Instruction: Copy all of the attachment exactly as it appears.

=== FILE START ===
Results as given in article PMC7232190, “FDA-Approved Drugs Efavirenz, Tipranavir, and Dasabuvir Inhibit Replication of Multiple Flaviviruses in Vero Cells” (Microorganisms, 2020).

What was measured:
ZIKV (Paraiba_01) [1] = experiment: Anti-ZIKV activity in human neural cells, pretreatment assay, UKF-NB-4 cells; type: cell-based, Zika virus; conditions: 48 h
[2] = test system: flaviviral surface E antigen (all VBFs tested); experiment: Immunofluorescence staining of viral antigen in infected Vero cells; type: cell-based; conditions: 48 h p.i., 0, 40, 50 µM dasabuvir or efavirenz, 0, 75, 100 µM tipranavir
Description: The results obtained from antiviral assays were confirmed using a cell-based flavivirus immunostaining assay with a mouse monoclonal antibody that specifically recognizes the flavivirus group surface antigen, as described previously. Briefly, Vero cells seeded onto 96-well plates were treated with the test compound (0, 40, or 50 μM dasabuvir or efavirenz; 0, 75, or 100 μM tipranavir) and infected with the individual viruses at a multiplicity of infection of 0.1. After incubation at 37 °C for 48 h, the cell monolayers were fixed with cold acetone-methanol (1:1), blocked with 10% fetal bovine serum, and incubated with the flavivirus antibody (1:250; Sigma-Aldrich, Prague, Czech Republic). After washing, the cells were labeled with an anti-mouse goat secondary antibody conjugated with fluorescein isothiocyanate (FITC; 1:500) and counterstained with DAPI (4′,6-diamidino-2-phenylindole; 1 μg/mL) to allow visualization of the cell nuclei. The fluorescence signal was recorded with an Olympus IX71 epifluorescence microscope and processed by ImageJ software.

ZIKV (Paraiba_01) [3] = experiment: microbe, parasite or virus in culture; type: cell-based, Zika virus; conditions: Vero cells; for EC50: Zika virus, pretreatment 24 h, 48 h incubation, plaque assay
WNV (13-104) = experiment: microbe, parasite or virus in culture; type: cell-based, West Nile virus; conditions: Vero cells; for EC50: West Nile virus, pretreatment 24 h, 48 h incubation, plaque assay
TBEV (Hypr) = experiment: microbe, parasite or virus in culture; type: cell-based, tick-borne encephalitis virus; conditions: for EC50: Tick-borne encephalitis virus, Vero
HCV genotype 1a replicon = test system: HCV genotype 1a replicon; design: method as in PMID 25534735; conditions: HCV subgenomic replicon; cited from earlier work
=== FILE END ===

Results as given in article PMC7232190, “FDA-Approved Drugs Efavirenz, Tipranavir, and Dasabuvir Inhibit Replication of Multiple Flaviviruses in Vero Cells” (Microorganisms, 2020).

What was measured:
ZIKV (Paraiba_01) [1] = experiment: Anti-ZIKV activity in human neural cells, pretreatment assay, UKF-NB-4 cells; type: cell-based, Zika virus; conditions: 48 h
[2] = test system: flaviviral surface E antigen (all VBFs tested); experiment: Immunofluorescence staining of viral antigen in infected Vero cells; type: cell-based; conditions: 48 h p.i., 0, 40, 50 µM dasabuvir or efavirenz, 0, 75, 100 µM tipranavir
Description: The results obtained from antiviral assays were confirmed using a cell-based flavivirus immunostaining assay with a mouse monoclonal antibody that specifically recognizes the flavivirus group surface antigen, as described previously. Briefly, Vero cells seeded onto 96-well plates were treated with the test compound (0, 40, or 50 μM dasabuvir or efavirenz; 0, 75, or 100 μM tipranavir) and infected with the individual viruses at a multiplicity of infection of 0.1. After incubation at 37 °C for 48 h, the cell monolayers were fixed with cold acetone-methanol (1:1), blocked with 10% fetal bovine serum, and incubated with the flavivirus antibody (1:250; Sigma-Aldrich, Prague, Czech Republic). After washing, the cells were labeled with an anti-mouse goat secondary antibody conjugated with fluorescein isothiocyanate (FITC; 1:500) and counterstained with DAPI (4′,6-diamidino-2-phenylindole; 1 μg/mL) to allow visualization of the cell nuclei. The fluorescence signal was recorded with an Olympus IX71 epifluorescence microscope and processed by ImageJ software.

ZIKV (Paraiba_01) [3] = experiment: microbe, parasite or virus in culture; type: cell-based, Zika virus; conditions: Vero cells; for EC50: Zika virus, pretreatment 24 h, 48 h incubation, plaque assay
WNV (13-104) = experiment: microbe, parasite or virus in culture; type: cell-based, West Nile virus; conditions: Vero cells; for EC50: West Nile virus, pretreatment 24 h, 48 h incubation, plaque assay
TBEV (Hypr) = experiment: microbe, parasite or virus in culture; type: cell-based, tick-borne encephalitis virus; conditions: for EC50: Tick-borne encephalitis virus, Vero
HCV genotype 1a replicon = test system: HCV genotype 1a replicon; design: method as in PMID 25534735; conditions: HCV subgenomic replicon; cited from earlier work